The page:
Journal of the Human and Social Science Researches (itobiad) , 2012,
Abstract: Bu yaz , “Gabriel MORAN, nterplay: “A Theory of Religion and Education”, Saint Mary's Press, Minnesota, 1981” künyeli eserin “Can Adult Education Be Religious?” ba l kl 8. b lümünün evirisidir.
On Liouville Sequences in the Non-Archimedean Case
Hamza Menken,Abdulkadir A?an
Chinese Journal of Mathematics , 2014, DOI: 10.1155/2014/813924
Abstract: We study Liouville numbers in the non-Archimedean case. We deal with the concept of a Liouville sequence in the non-Archimedean case and we give some results both in the p-adic numbers field and the functions field . 1. Introduction It is well known that if a complex number is a root of a nonzero polynomial equation where the s are integers (or equivalently, rational numbers) and satisfies no similar equation of degree , then is said to be an algebraic number of degree . A complex number that is not algebraic is said to be transcendental. Liouville’s theorem states that, for any algebraic number with degree , there exists such that for all rational numbers with . The construction of transcendental numbers has been usually shown using Liouville's theorem. For instance, the transcendence of the number can be easily proved from Liouville's theorem. Also, Liouville's theorem can be applied to prove the transcendence of a large class of real numbers which are called Liouville numbers. A real number is called a Liouville number if, for every positive real number , there exist integers and such that It is easy to prove that any real number with is a Liouville number (see [1, 2]). Real Liouville numbers have many interesting properties and have been investigated by many authors (see [3–8]). In 1975, Erd?s [9] proved a very interesting criterion for Liouville series. Theorem 1 (see Erd?s [9]). Let be an infinite sequence of integers satisfying for every and for fixed and . Then, is a Liouville number. Han?l [8] defined the concept of Liouville sequences and generalized the above theorem of Erd?s. Now, we recall the definition of Liouville sequences. Definition 2 (see [8]). Let be a sequence of positive real numbers. If, for every of positive integers, the sum is a Liouville number, then the sequence is called a Liouville sequence. The properties of Liouville sequences were investigated in [8] and some criteria were given for them. In the present work, we define the concept of Liouville sequences in non-Archimedean case and obtain some properties for them. 2. -adic Numbers and -adic Liouville Numbers Recall that a norm on a field is a function satisfying the following conditions:(i) if and only if ,(ii) , for all ,(iii) , for all . A norm on is called non-Archimedean if it satisfies the extra condition(iv) for all ;otherwise, we say that the norm is Archimedean. It is well known that the usual absolute value on the rational numbers field (or the real numbers field ) is Archimedean. There are interesting non-Archimedean norms. First, we recall the definition of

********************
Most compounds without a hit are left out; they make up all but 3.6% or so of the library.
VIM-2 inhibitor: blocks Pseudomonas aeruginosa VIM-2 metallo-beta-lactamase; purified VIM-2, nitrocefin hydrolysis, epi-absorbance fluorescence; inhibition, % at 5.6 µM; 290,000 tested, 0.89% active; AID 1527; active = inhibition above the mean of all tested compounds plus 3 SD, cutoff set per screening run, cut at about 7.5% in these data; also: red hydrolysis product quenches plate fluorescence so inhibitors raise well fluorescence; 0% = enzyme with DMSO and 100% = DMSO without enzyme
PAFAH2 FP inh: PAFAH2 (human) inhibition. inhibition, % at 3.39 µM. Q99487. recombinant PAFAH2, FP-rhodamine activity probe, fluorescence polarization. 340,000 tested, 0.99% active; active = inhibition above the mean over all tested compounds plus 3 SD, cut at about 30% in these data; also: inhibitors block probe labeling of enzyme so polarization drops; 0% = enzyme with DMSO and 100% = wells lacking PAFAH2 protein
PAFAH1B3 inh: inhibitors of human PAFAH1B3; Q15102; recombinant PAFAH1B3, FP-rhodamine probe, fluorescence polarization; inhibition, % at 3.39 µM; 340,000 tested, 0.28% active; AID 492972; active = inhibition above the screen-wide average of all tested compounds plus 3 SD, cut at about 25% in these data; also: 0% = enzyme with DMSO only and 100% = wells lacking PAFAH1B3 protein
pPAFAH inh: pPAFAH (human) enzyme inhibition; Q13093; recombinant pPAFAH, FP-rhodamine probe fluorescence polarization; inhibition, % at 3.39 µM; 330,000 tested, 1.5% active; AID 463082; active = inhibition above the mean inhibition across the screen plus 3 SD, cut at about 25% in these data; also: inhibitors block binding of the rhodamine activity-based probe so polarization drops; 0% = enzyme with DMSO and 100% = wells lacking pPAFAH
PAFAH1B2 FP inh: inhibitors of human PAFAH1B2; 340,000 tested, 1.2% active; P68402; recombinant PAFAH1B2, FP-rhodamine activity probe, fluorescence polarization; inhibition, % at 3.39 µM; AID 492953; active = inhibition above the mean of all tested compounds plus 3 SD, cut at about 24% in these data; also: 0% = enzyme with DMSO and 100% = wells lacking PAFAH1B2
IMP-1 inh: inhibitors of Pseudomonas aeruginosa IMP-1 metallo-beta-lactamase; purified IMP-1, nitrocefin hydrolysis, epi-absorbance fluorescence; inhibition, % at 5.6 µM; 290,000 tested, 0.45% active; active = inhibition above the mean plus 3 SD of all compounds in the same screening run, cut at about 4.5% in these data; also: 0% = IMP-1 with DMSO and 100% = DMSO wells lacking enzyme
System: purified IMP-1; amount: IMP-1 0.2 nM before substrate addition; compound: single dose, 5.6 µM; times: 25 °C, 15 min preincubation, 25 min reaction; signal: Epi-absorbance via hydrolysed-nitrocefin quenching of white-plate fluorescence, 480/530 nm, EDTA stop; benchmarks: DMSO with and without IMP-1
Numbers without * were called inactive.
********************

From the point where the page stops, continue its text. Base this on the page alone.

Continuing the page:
Utilising neural networks and closed form solutions to determine static creep behaviour and optimal polypropylene amount in bituminous mixtures
Tapk?n, Serkan;?evik, Abdulkadir;?zcan, ?enol;
Materials Research , 2012, DOI: 10.1590/S1516-14392012005000117
Abstract: the testing procedure in order to determine the precise mechanical testing results in marshall design is very time consuming. also, the physical properties of the asphalt samples are obtained by further calculations. therefore if the researchers can obtain the stability and flow values of a standard mixture with the help of mechanical testing, the rest of the calculations will just be mathematical manipulations. determination of mechanical testing parameters such as strain accumulation, creep stiffness, stability, flow and marshall quotient of dense bituminous mixtures by utilising artificial neural networks is important in the sense that, cumbersome testing procedures can be avoided with the help of the closed form solutions provided in this study. marshall specimens, prepared by utilising polypropylene fibers, were tested by universal testing machine carrying out static creep tests to investigate the rutting potential of these mixtures. on the very well trained data basis, artificial neural network analyses were carried out to propose five separate models for mechanical testing properties. the explicit formulation of these five main mechanical testing properties by closed form solutions are presented for further use for researches.